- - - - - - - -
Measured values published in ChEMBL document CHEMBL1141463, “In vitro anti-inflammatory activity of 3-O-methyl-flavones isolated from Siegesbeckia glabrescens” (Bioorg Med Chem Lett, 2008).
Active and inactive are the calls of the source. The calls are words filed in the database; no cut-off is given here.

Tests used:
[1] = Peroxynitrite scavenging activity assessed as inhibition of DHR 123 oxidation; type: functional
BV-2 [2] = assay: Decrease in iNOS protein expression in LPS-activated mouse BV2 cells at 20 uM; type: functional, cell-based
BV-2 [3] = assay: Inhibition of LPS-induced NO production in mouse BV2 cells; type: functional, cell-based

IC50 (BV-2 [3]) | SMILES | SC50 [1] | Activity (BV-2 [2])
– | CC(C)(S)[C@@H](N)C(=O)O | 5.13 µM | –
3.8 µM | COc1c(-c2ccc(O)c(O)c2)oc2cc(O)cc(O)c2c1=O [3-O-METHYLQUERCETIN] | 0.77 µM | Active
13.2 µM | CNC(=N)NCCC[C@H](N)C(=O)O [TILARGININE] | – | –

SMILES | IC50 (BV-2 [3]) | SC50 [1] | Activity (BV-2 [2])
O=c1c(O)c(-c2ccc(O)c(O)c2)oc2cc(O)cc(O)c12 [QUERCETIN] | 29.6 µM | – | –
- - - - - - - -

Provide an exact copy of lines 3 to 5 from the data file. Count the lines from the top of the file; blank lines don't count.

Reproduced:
Tests used:
[1] = Peroxynitrite scavenging activity assessed as inhibition of DHR 123 oxidation; type: functional
BV-2 [2] = assay: Decrease in iNOS protein expression in LPS-activated mouse BV2 cells at 20 uM; type: functional, cell-based